Bollywood, of course, has provided a huge market for Indian music globally now, and the Bollywood industry has become a huge employer for artists, singers, and so forth who work “under the covers,” so to speak. We spoke to Isheeta Chakrvarty only recently, who sings background for Bollywood sometimes. Their names are rarely known, it is the actors who present the songs in the film who are famous. The songs can be huge hits, but the singers remain relatively unknown.

Anand: That is correct; in the West, actors will usually sing their own parts in a musical. The tradition has been different here since the beginning. In the 1950s, some of the legends did their singing, but things changed, and acting and singing became two separate lines of work in our country. Forget the singers for a moment, there are composers who may write some of the biggest songs on streaming platforms for the Indian diaspora worldwide, but no-one knows them because we are an actor- and singer driven culture. Don’t forget the composer behind the song, The composer lurks in obscurity behind the song. 

The Anand Bhaskar Collective continues our tradition of promoting songwriters and artists who compose, perform, and write their own material. This band writes all their material together.

Anand- We have not written lyrics for two of our songs. But otherwise, we write and compose all our songs. We either produce it ourselves or hire a producer who is familiar with our sound. We create everything in house.

The band’s sound has changed quite a bit, listening to Sawal (2017), a folk-style track, with violins, and comparing that to some of their much rougher rock-style tracks, shows the musical diversity in their output. We asked where the band was musically now, as their third album takes shape.

Anand-  When the first two albums came out, we were younger and probably pissed off with the world for no reason—or maybe a lot of reasons! In consequence, the songs were heavier. Now, mentally, we are in a better place, and the band has never been in a better place. Musically speaking, we are moving toward a more modern sound. We are huge fans of Coldplay, and even though they are rock, the music is accessible. They have cross-cultural appeal, and that is what we are moving toward. We want more and more people to listen, so we are more commercial. The sound will still be groovy, but the guitar tones will be less hard and distorted. It will lean more toward melodic rock. The third album will be a bit more conversational and relatable. We’ve noticed that whenever we release a single, people revisit the back catalogue. But the next one is more pop rock.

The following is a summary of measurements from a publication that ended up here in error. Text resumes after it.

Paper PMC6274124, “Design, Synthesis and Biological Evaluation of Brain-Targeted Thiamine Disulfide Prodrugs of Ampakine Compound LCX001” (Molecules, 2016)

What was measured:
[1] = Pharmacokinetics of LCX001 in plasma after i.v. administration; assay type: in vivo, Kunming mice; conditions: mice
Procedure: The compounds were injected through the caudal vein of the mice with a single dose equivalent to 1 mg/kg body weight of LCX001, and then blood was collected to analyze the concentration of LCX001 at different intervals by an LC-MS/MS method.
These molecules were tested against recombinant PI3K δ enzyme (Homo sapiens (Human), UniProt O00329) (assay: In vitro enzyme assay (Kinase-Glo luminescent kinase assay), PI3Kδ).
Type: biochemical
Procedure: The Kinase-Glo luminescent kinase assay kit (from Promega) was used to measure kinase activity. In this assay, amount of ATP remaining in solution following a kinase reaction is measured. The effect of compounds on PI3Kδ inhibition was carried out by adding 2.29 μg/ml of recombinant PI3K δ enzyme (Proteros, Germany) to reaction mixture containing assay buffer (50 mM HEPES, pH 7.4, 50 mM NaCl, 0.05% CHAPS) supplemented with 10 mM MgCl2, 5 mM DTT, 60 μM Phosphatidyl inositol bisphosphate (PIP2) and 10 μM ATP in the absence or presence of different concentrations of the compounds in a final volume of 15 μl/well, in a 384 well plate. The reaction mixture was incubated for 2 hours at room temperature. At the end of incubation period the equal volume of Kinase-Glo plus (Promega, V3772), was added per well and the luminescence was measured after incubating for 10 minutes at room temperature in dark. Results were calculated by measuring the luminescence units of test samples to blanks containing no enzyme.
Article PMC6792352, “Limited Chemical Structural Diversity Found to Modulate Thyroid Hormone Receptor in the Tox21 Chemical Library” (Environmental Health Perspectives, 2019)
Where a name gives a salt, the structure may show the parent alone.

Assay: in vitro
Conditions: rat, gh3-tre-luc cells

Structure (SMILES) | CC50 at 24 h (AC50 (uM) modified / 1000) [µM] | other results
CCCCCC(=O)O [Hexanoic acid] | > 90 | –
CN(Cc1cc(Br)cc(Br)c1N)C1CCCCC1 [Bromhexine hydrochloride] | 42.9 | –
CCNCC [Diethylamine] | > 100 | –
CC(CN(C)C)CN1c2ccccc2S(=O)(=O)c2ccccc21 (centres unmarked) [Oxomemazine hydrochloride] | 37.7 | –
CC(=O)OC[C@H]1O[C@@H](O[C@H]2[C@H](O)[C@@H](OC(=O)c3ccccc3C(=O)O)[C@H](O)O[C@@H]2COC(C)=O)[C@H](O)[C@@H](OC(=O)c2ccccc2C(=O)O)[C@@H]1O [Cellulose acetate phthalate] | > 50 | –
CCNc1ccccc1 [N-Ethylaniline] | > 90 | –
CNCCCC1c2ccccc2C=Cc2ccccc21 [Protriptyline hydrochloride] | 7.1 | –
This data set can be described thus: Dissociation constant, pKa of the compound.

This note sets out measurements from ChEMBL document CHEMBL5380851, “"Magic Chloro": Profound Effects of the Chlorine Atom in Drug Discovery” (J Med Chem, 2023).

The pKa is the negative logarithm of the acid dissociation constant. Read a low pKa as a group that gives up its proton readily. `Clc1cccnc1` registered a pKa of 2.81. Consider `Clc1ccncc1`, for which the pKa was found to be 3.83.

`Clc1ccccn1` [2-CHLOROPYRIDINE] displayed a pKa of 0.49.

As we get older, our life experiences do change us as people, and this can reflect in our songwriting too. As the Collective has been running for almost a decade now, does Anand feel there is an extra maturity in his songwriting?

Anand- Yes, to an extent. The work we do outside the band has a big impact on our mental health. To be honest, I don’t feel more alive than when I am with my band on the stage, so if I am stressed out with a project, the moment I am on the stage, that stress washes away as I am there with my band mates and brothers, rocking out. I recognize that mental health has become increasingly important in recent years, and some of the songs on the new album will reflect that. We don’t have to be hostages to work all the time. There is a toxic positivity on social media today that only talks about being happy; everything you do has to be happy, you have to work 24/7 to achieve success; and there is nothing there but success. We are saying to relax and concentrate on love and family. So we are at that stage in life, and our generation (except our guitarist, who is in his early 20s) is driven too much by social media. It is okay not to be a star overnight; learn to live.


We had to express to Anand how much we enjoyed the incredible animation for the single Jaadoogari, which we have included below. It must have taken so much work!

Anand- We approached SIncro Studios and two really talented people, Mukund Sincro and Dhruv Sincro. They took about a year and hand-drew each frame. We wanted to do an animated film for the song and thought it would turn out a simple piece, but those guys, they poured their hearts into the video, and it is probably one of the best out there. It is world-class. They did the lyric video for “Ufaq” too. So I’m glad you liked it.

If you are reading this and have never seen Jaadoogari then please do watch it, we agree that it is absolutely world class. But  it was time to say goodbye to the Collective in this feature, and we hope you liked reading about this band that is creating new material and getting out there on tour. We let Anand finish with a few bits of news.

Anand: We’ll be releasing a new song soon; no specific date has been set. It is a collaboration with folk singer Mame Khan, he is very popular here and he has an amazing voice. We recorded this before the pandemic, and then things got lost and delayed in the pandemic. But we have returned to it, and the song is nearing completion, we will be hitting mastering for the song soon. So those out there waiting for new material from us, watch out. 

By Benny (The Ball) Benson


Mark C. Chambers.